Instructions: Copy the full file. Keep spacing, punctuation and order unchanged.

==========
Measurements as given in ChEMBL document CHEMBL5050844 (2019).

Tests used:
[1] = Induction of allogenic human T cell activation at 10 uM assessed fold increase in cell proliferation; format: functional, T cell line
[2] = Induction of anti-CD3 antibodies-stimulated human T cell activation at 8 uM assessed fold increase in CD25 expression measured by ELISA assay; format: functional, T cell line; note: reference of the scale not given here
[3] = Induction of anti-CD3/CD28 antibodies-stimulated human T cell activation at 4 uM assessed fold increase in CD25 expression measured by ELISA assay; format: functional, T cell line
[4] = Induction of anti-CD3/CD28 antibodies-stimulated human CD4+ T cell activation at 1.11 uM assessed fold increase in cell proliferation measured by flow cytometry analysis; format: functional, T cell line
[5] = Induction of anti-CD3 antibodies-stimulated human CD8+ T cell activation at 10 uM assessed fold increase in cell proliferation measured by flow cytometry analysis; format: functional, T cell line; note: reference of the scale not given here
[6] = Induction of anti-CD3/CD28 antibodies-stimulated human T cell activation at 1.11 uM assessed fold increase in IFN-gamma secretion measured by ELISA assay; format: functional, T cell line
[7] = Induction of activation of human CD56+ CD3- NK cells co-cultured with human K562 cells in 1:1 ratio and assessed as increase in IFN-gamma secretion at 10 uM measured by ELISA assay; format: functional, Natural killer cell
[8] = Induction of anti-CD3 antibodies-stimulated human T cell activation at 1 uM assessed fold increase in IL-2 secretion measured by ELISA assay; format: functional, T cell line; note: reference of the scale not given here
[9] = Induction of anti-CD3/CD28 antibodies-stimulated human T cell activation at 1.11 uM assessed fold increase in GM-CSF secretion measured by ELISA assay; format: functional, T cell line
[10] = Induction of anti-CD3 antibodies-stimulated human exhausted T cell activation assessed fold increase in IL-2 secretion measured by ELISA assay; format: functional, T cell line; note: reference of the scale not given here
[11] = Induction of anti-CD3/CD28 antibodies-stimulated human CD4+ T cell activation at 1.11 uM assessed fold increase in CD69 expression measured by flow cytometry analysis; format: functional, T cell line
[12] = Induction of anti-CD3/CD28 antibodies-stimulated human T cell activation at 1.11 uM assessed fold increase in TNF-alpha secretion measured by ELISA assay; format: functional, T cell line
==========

Measurements as given in ChEMBL document CHEMBL5050844 (2019).

Tests used:
[1] = Induction of allogenic human T cell activation at 10 uM assessed fold increase in cell proliferation; format: functional, T cell line
[2] = Induction of anti-CD3 antibodies-stimulated human T cell activation at 8 uM assessed fold increase in CD25 expression measured by ELISA assay; format: functional, T cell line; note: reference of the scale not given here
[3] = Induction of anti-CD3/CD28 antibodies-stimulated human T cell activation at 4 uM assessed fold increase in CD25 expression measured by ELISA assay; format: functional, T cell line
[4] = Induction of anti-CD3/CD28 antibodies-stimulated human CD4+ T cell activation at 1.11 uM assessed fold increase in cell proliferation measured by flow cytometry analysis; format: functional, T cell line
[5] = Induction of anti-CD3 antibodies-stimulated human CD8+ T cell activation at 10 uM assessed fold increase in cell proliferation measured by flow cytometry analysis; format: functional, T cell line; note: reference of the scale not given here
[6] = Induction of anti-CD3/CD28 antibodies-stimulated human T cell activation at 1.11 uM assessed fold increase in IFN-gamma secretion measured by ELISA assay; format: functional, T cell line
[7] = Induction of activation of human CD56+ CD3- NK cells co-cultured with human K562 cells in 1:1 ratio and assessed as increase in IFN-gamma secretion at 10 uM measured by ELISA assay; format: functional, Natural killer cell
[8] = Induction of anti-CD3 antibodies-stimulated human T cell activation at 1 uM assessed fold increase in IL-2 secretion measured by ELISA assay; format: functional, T cell line; note: reference of the scale not given here
[9] = Induction of anti-CD3/CD28 antibodies-stimulated human T cell activation at 1.11 uM assessed fold increase in GM-CSF secretion measured by ELISA assay; format: functional, T cell line
[10] = Induction of anti-CD3 antibodies-stimulated human exhausted T cell activation assessed fold increase in IL-2 secretion measured by ELISA assay; format: functional, T cell line; note: reference of the scale not given here
[11] = Induction of anti-CD3/CD28 antibodies-stimulated human CD4+ T cell activation at 1.11 uM assessed fold increase in CD69 expression measured by flow cytometry analysis; format: functional, T cell line
[12] = Induction of anti-CD3/CD28 antibodies-stimulated human T cell activation at 1.11 uM assessed fold increase in TNF-alpha secretion measured by ELISA assay; format: functional, T cell line